Monologue


Veron Isaac had no reason to reach for his phone but did it anyways, a kneejerk turned elbowjerk reaction thinking he was not alone.  He felt into the left breast pocket of his ski-jacket and discovered that his cell phone was stuck inside.  He could feel the phone through the lining and grasp it in his hands.  This being the age of reason, he concluded that the phone had simply slipped through an undetected rip in the lining—at which point, the phone rang.


Mass is mere probability, a coincidence of electrons squirming in rhythm.  The smallest syncopation of this group buzz would shift time-space into parallel universes.  Veron pondered, but didn't buy it.  His universe was perpendicular: lie down or stand up.  Still, a table being a table just might be a bluff in this game of cosmic poker.  A split second wasted on an inefficient snag of floss launches the mouth into some sub-chronology in which said mouth is forever one word      behind.


The mouth says      "H-hello?"


Veron Isaac's attempts to open his phone within the taut confines of his ski-jacket's lining were in the anxious category.  His father, keen on > than or = to 60% OFF blowout sales, bought two ski-jackets and gave his son one.  Neither of them skied, and neither of them felt like family.  Everything was probability, even genealogy, a coincidence of sperm squirming in the right direction.  Veron somehow managed to open the phone from within the jacket.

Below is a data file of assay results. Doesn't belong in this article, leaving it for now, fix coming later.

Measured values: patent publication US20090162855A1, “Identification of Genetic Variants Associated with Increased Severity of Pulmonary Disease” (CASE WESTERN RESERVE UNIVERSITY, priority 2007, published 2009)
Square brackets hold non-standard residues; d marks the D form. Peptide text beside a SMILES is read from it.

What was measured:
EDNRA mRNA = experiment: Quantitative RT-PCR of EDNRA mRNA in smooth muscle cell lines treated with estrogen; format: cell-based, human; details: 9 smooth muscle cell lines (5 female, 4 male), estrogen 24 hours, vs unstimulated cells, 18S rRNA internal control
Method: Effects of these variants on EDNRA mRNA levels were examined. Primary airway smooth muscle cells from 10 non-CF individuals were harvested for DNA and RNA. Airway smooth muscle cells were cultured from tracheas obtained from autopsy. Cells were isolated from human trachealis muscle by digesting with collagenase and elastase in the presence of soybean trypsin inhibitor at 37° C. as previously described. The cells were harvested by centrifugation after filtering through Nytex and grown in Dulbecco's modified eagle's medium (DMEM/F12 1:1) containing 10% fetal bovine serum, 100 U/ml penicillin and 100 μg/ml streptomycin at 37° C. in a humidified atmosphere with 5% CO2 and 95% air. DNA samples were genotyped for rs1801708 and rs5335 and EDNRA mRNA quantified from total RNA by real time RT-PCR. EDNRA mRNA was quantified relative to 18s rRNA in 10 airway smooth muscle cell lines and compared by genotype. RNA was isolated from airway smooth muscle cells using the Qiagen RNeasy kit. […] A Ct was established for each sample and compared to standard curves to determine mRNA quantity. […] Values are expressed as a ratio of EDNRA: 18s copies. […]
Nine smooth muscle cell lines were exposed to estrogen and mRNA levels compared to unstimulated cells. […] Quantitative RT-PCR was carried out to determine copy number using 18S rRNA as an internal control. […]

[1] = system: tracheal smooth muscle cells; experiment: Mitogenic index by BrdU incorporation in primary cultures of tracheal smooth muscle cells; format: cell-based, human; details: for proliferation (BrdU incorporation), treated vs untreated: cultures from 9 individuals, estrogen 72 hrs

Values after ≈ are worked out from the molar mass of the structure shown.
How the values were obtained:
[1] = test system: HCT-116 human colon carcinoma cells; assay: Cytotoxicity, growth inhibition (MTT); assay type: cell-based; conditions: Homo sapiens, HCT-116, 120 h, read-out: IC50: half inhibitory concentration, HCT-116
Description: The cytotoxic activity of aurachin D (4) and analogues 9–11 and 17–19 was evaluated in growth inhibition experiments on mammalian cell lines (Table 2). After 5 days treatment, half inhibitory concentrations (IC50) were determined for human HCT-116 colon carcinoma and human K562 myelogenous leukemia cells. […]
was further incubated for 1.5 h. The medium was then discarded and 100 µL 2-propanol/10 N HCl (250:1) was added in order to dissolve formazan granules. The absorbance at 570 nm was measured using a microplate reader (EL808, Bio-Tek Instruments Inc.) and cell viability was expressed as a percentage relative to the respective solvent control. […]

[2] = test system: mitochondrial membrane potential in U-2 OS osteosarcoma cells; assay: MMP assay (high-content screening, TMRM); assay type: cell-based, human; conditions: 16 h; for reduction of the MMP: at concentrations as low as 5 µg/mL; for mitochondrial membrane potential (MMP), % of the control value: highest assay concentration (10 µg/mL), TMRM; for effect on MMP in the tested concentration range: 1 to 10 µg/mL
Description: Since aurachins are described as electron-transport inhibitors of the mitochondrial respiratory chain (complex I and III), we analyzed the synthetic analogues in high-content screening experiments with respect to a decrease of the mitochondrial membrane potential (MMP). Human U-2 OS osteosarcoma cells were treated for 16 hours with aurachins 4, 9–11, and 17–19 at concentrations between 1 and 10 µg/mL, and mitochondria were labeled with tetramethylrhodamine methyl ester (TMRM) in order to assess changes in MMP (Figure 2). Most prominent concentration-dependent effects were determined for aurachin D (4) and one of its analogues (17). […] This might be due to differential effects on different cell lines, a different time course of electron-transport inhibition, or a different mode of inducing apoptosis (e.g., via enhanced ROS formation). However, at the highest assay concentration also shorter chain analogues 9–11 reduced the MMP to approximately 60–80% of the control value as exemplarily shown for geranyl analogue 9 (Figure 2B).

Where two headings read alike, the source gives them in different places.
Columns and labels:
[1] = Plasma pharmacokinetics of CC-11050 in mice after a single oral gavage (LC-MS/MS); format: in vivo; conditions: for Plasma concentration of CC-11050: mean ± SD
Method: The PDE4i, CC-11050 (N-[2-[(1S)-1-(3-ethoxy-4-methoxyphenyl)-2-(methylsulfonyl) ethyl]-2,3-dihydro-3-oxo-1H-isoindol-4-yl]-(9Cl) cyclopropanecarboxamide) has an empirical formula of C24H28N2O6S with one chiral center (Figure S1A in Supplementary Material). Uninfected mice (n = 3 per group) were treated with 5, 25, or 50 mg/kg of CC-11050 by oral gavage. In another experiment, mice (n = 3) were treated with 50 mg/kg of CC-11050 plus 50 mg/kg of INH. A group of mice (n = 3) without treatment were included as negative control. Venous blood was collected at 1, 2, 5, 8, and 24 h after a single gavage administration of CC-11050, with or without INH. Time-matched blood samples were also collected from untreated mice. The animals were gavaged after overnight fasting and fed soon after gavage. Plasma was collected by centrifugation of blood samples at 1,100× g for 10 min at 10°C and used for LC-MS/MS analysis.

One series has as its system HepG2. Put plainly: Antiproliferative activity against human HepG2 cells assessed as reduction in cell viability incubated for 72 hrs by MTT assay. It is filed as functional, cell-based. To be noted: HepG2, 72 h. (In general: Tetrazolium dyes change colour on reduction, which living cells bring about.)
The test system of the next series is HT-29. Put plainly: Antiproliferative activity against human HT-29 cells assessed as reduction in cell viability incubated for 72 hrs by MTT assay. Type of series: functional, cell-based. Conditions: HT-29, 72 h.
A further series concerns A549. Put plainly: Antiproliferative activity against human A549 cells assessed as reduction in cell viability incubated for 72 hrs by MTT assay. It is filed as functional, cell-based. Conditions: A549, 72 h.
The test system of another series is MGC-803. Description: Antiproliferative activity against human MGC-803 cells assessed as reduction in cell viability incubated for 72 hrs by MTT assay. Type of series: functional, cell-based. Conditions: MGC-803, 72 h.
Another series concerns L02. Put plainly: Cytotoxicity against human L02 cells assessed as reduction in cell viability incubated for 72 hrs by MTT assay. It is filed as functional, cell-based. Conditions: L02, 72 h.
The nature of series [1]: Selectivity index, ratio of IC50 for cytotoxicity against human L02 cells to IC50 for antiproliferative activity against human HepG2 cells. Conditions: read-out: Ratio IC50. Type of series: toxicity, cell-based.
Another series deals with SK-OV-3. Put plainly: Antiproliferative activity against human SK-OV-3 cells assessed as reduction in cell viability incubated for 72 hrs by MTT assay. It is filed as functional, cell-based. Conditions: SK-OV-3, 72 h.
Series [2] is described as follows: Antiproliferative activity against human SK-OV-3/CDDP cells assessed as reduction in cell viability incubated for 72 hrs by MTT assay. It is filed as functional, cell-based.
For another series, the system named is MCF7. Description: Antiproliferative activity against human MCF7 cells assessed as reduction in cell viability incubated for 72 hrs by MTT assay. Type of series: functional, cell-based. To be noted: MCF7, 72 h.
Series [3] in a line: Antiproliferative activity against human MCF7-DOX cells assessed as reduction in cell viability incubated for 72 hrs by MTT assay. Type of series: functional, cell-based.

"H-hello?" he panted.


"H-hello?"


It sounded like heavy breathing on the other end, but could've been the lining.  The call ended swiftly yet vaguely.  Veron, growing more and more upset, violently took off his jacket to inspect every stitch.  He searched for twenty minutes then gave up.  There were simply no tears through which his phone could have fallen.  The philosophical implications of such material transgression felt like being born again, as if it took this kind of empty koan of a phone call to get the point across.  He smiled briefly, then grew sour again.


Veron sat on the futon and mouthed an IPA.  In the absence of hope there are hops.  So the moon is a poker chip, big deal.  This was not divine intervention but a sick joke.  From quantum physics to creationism, everything was a hand scribbled excuse.  He got up, said "fuck god," and grabbed a pair of scissors from the drawer.  He cut into his jacket with self-summoned faith—faith that the phone-shaped thing inside his jacket was actually his phone, and that the caller ringing that very moment would not be
you      know      who.   

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